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  • Author or Editor: Michael Barlage x
  • Progress in Advancing Drought Monitoring and Prediction x
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Wen-Ying Wu
,
Zong-Liang Yang
, and
Michael Barlage

Abstract

Texas is subject to severe droughts, including the record-breaking one in 2011. To investigate the critical hydrometeorological processes during drought, we use a land surface model, Noah-MP, to simulate water availability and investigate the causes of the record drought. We conduct a series of experiments with runoff schemes, vegetation phenology, and plant rooting depth. Observation-based terrestrial water storage, evapotranspiration, runoff, and leaf area index are used to compare with results from the model. Overall, the results suggest that using different parameterizations can influence the modeled water availability, especially during drought. The drought-induced vegetation responses not only interact with water availability but also affect the ground temperature. Our evaluation shows that Noah-MP with a groundwater scheme produces a better temporal relationship in terrestrial water storage compared with observations. Leaf area index from dynamic vegetation is better simulated in wet years than dry years. Reduction of positive biases in runoff and reduction of negative biases in evapotranspiration are found in simulations with groundwater, dynamic vegetation, and deeper rooting zone depth. Multiparameterization experiments show the uncertainties of drought monitoring and provide a mechanistic understanding of disparities in dry anomalies.

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Lu Su
,
Qian Cao
,
Mu Xiao
,
David M. Mocko
,
Michael Barlage
,
Dongyue Li
,
Christa D. Peters-Lidard
, and
Dennis P. Lettenmaier

Abstract

We examine the drought variability over the conterminous United States (CONUS) for 1915–2018 using the Noah-MP land surface model. We examine different model options on drought reconstruction, including optional representation of groundwater and dynamic vegetation phenology. Over our 104-yr reconstruction period, we identify 12 great droughts that each covered at least 36% of CONUS and lasted for at least 5 months. The great droughts tend to have smaller areas when groundwater and/or dynamic vegetation are included in the model configuration. We detect a small decreasing trend in dry area coverage over CONUS in all configurations. We identify 45 major droughts in the baseline (with a dry area coverage greater than 23.6% of CONUS) that are, on average, somewhat less severe than great droughts. We find that representation of groundwater tends to increase drought duration for both great and major droughts, primarily by leading to earlier drought onset (some due to short-lived recovery from a previous drought) or later demise (groundwater anomalies lag precipitation anomalies). In contrast, representation of dynamic vegetation tends to shorten major droughts duration, primarily due to earlier drought demise (closed stoma or dead vegetation reduces ET loss during droughts). On a regional basis, the U.S. Southwest (Southeast) has the longest (shortest) major drought durations. Consistent with earlier work, dry area coverage in all subregions except the Southwest has decreased. The effects of groundwater and dynamic vegetation vary regionally due to differences in groundwater depths (hence connectivity with the surface) and vegetation types.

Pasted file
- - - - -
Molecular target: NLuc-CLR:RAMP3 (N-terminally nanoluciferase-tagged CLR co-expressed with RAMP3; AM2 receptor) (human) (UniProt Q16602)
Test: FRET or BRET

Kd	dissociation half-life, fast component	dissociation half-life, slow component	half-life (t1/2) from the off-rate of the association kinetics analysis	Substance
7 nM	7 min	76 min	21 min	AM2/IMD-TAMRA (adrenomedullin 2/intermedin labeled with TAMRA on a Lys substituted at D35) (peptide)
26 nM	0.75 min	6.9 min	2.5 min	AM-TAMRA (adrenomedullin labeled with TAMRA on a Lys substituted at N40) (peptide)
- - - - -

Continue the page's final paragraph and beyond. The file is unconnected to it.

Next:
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Christa D. Peters-Lidard
,
David M. Mocko
,
Lu Su
,
Dennis P. Lettenmaier
,
Pierre Gentine
, and
Michael Barlage

Abstract

Millions of people across the globe are affected by droughts every year, and recent droughts have highlighted the considerable agricultural impacts and economic costs of these events. Monitoring the state of droughts depends on integrating multiple indicators that each capture particular aspects of hydrologic impact and various types and phases of drought. As the capabilities of land surface models and remote sensing have improved, important physical processes such as dynamic, interactive vegetation phenology, groundwater, and snowpack evolution now support a range of drought indicators that better reflect coupled water, energy, and carbon cycle processes. In this work, we discuss these advances, including newer classes of indicators that can be applied to improve the characterization of drought onset, severity, and duration. We utilize a new model-based drought reconstruction to illustrate the role of dynamic phenology and groundwater in drought assessment. Further, through case studies on flash droughts, snow droughts, and drought recovery, we illustrate the potential advantages of advanced model physics and observational capabilities, especially from remote sensing, in characterizing droughts.

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